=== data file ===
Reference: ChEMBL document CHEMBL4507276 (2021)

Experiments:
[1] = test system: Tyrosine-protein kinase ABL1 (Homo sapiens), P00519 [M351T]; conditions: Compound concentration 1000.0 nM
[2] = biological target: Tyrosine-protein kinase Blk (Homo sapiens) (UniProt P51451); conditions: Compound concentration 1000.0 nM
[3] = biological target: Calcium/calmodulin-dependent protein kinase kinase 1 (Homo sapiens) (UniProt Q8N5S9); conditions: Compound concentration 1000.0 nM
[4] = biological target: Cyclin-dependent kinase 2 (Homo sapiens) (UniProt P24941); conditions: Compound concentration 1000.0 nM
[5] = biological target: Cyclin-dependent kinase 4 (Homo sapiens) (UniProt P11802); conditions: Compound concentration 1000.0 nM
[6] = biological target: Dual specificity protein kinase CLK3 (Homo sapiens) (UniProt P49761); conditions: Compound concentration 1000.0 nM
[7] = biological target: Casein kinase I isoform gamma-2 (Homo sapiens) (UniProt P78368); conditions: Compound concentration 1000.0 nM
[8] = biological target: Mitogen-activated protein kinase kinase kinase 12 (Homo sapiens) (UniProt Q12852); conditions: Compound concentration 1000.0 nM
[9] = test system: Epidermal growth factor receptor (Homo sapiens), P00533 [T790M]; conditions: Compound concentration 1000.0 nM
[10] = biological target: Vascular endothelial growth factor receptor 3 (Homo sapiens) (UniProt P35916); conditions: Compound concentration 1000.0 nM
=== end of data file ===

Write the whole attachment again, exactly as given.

Reference: ChEMBL document CHEMBL4507276 (2021)

Experiments:
[1] = test system: Tyrosine-protein kinase ABL1 (Homo sapiens), P00519 [M351T]; conditions: Compound concentration 1000.0 nM
[2] = biological target: Tyrosine-protein kinase Blk (Homo sapiens) (UniProt P51451); conditions: Compound concentration 1000.0 nM
[3] = biological target: Calcium/calmodulin-dependent protein kinase kinase 1 (Homo sapiens) (UniProt Q8N5S9); conditions: Compound concentration 1000.0 nM
[4] = biological target: Cyclin-dependent kinase 2 (Homo sapiens) (UniProt P24941); conditions: Compound concentration 1000.0 nM
[5] = biological target: Cyclin-dependent kinase 4 (Homo sapiens) (UniProt P11802); conditions: Compound concentration 1000.0 nM
[6] = biological target: Dual specificity protein kinase CLK3 (Homo sapiens) (UniProt P49761); conditions: Compound concentration 1000.0 nM
[7] = biological target: Casein kinase I isoform gamma-2 (Homo sapiens) (UniProt P78368); conditions: Compound concentration 1000.0 nM
[8] = biological target: Mitogen-activated protein kinase kinase kinase 12 (Homo sapiens) (UniProt Q12852); conditions: Compound concentration 1000.0 nM
[9] = test system: Epidermal growth factor receptor (Homo sapiens), P00533 [T790M]; conditions: Compound concentration 1000.0 nM
[10] = biological target: Vascular endothelial growth factor receptor 3 (Homo sapiens) (UniProt P35916); conditions: Compound concentration 1000.0 nM